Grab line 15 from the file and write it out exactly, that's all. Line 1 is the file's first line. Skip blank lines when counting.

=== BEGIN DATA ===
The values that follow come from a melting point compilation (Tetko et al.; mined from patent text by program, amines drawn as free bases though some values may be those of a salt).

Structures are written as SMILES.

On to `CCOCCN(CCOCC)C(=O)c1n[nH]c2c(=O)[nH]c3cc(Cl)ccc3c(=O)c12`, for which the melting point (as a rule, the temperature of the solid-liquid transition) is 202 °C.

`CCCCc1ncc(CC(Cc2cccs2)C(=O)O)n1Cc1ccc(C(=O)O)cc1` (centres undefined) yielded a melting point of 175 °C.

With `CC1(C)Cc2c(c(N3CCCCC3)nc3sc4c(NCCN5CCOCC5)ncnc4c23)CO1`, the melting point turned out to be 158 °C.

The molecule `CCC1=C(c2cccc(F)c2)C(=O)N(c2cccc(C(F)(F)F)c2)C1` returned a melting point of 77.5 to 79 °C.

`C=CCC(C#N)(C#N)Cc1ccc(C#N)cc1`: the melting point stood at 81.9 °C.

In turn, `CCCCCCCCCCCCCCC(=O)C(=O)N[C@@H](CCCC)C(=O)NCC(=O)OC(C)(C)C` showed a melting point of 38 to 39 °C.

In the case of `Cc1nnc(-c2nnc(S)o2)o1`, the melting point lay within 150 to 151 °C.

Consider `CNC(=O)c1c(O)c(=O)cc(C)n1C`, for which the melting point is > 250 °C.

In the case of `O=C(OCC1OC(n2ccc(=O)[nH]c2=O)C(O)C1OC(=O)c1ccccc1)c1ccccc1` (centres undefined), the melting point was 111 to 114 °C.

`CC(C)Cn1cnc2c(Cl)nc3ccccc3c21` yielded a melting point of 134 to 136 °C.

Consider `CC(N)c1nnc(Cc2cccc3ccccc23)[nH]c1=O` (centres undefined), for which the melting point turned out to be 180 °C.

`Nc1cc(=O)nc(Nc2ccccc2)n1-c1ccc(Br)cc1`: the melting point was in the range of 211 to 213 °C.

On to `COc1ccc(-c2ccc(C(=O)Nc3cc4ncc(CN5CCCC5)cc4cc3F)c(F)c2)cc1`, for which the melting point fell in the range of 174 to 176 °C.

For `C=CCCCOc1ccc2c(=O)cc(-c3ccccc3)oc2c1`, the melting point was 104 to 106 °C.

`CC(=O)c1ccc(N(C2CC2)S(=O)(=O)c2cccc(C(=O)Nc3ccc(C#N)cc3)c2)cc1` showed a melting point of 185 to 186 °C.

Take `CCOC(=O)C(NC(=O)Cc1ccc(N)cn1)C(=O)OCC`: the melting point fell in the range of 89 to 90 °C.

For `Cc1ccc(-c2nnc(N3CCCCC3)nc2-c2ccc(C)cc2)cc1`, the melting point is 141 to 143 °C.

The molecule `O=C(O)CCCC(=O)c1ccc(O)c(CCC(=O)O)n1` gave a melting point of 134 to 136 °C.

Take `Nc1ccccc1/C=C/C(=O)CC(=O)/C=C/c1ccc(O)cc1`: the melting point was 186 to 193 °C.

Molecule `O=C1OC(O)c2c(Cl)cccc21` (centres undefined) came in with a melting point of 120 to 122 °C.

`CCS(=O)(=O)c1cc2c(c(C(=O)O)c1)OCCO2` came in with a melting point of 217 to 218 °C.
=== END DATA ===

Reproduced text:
On to `COc1ccc(-c2ccc(C(=O)Nc3cc4ncc(CN5CCCC5)cc4cc3F)c(F)c2)cc1`, for which the melting point fell in the range of 174 to 176 °C.